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Robinson v. Lindsey

Court of Appeals of Arkansas, Division I

March 4, 2015

MARIANNE ROBINSON APPELLANT
v.
CHARLES LINDSEY APPELLEE

APPEAL FROM THE CLEBURNE COUNTY CIRCUIT COURT [NO. DR-11-305] HONORABLE ADAM HARKEY, JUDGE

Schmidt Law Firm, PLC, by: Paul A. Schmidt, for appellant.

No response.

DAVID M. GLOVER, Judge.

This is a one-brief challenge to the trial court's division of property in the divorce action between appellant, Marianne Robinson, and appellee, Charles Lindsey. Marianne sought an unequal distribution of assets in the divorce, but the trial court rejected her attempt to justify an unequal distribution and divided the property at issue equally between the two parties. Our court dismissed an earlier appeal, finding that the decree was not final and appealable.[1] In an amended decree entered on July 30, 2014, the trial court included a Rule 54(b) certificate, and this appeal followed. For her sole point on appeal, Marianne contends that the trial court's property division was not equitable and should be reversed. We affirm.

Background

The parties were married on March 11, 2002, and separated on or about October 13, 2011. There were no children born of the marriage. Pertinent findings from the June 30, 2014 amended divorce decree can be summarized as follows:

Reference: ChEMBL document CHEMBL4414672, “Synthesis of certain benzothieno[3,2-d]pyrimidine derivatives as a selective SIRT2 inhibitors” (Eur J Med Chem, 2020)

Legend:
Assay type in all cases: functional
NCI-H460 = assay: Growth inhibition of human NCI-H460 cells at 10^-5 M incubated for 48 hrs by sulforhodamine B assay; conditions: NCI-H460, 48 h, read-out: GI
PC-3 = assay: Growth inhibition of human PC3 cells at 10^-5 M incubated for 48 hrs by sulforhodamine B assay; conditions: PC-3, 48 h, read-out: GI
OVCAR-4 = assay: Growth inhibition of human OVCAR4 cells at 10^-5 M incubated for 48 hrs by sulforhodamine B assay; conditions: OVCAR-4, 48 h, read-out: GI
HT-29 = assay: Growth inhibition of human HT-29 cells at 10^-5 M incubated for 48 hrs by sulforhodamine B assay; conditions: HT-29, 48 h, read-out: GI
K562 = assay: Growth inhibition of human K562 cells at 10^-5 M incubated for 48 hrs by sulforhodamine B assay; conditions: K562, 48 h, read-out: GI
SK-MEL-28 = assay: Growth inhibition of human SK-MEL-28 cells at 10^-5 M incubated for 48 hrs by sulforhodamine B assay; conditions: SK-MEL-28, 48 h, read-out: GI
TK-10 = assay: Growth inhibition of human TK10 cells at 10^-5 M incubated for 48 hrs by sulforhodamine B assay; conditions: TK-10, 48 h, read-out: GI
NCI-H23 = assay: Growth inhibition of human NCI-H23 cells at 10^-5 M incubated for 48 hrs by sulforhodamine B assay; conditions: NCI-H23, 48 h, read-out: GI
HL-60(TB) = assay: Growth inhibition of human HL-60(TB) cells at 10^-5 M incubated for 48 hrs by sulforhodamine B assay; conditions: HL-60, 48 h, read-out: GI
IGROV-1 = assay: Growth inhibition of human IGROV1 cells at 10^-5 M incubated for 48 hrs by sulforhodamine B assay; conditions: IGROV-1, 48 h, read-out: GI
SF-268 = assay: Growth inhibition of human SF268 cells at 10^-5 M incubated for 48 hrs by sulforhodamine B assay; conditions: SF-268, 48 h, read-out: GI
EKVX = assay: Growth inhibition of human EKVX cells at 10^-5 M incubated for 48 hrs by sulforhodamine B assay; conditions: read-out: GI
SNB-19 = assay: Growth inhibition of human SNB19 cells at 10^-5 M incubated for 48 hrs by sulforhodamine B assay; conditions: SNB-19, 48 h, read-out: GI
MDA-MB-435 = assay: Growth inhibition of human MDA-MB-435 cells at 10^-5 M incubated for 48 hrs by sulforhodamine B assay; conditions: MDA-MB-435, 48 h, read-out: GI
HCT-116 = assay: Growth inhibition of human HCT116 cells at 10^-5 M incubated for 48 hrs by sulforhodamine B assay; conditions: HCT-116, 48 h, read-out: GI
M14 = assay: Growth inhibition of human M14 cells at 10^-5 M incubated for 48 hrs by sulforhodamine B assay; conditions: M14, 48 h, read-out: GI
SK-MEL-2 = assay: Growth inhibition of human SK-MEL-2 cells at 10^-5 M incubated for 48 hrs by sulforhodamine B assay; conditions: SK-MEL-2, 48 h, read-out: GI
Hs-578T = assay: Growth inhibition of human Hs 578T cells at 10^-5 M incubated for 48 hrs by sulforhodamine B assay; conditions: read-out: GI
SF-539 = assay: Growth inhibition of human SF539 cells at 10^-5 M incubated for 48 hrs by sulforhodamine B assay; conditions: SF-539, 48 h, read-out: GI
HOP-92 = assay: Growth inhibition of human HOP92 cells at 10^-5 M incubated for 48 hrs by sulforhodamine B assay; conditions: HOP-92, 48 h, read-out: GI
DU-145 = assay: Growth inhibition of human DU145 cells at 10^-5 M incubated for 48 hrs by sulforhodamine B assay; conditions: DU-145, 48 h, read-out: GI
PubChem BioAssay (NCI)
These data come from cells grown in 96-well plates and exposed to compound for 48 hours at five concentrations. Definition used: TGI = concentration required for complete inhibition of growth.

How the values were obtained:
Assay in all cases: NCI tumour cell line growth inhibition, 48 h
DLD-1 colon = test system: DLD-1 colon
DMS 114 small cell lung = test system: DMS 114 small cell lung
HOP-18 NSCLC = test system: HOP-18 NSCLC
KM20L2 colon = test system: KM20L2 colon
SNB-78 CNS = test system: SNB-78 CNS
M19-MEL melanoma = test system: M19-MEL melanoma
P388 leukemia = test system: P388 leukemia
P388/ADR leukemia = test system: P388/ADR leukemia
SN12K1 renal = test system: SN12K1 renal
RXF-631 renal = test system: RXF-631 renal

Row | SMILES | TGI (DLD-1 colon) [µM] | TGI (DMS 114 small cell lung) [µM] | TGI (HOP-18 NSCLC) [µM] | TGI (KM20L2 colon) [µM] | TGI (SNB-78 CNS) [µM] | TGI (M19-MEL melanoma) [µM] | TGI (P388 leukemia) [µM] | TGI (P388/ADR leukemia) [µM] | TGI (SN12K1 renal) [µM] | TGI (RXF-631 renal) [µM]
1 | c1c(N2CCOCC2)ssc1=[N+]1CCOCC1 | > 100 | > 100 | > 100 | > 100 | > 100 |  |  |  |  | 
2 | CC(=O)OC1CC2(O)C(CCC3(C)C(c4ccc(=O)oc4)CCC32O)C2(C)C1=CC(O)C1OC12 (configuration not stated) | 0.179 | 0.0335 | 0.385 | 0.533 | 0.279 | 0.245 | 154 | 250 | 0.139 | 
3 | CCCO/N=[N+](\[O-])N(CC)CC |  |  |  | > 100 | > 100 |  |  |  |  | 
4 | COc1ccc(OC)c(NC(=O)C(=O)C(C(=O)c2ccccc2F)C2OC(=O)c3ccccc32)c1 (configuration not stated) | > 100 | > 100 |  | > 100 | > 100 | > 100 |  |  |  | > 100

All accounts held in both parties' names at any time during the course of the marriage constituted marital property;
All accounts held in one party's individual name during the course of the marriage would be the separate property of the account holder;
Assets inherited by Marianne during the course of the marriage that had become joint property would be considered marital property;
The "Antioch House" and surrounding buildings were ruled marital property and ordered to be sold together or separately. Following the sale, Charles was to reimburse Marianne from his share of the proceeds for any mortgage payments or taxes that she made on the property and for which Charles did not pay half;
The "Lake House" was ruled marital property and ordered to be sold, with the proceeds divided equally between the parties;
The Branson Timeshare was ruled marital property and ordered to be sold or otherwise partitioned.

The trial court also disposed of designated personal property, setting out which property was to be sold, with the proceeds divided, and which property was the parties' individual ...


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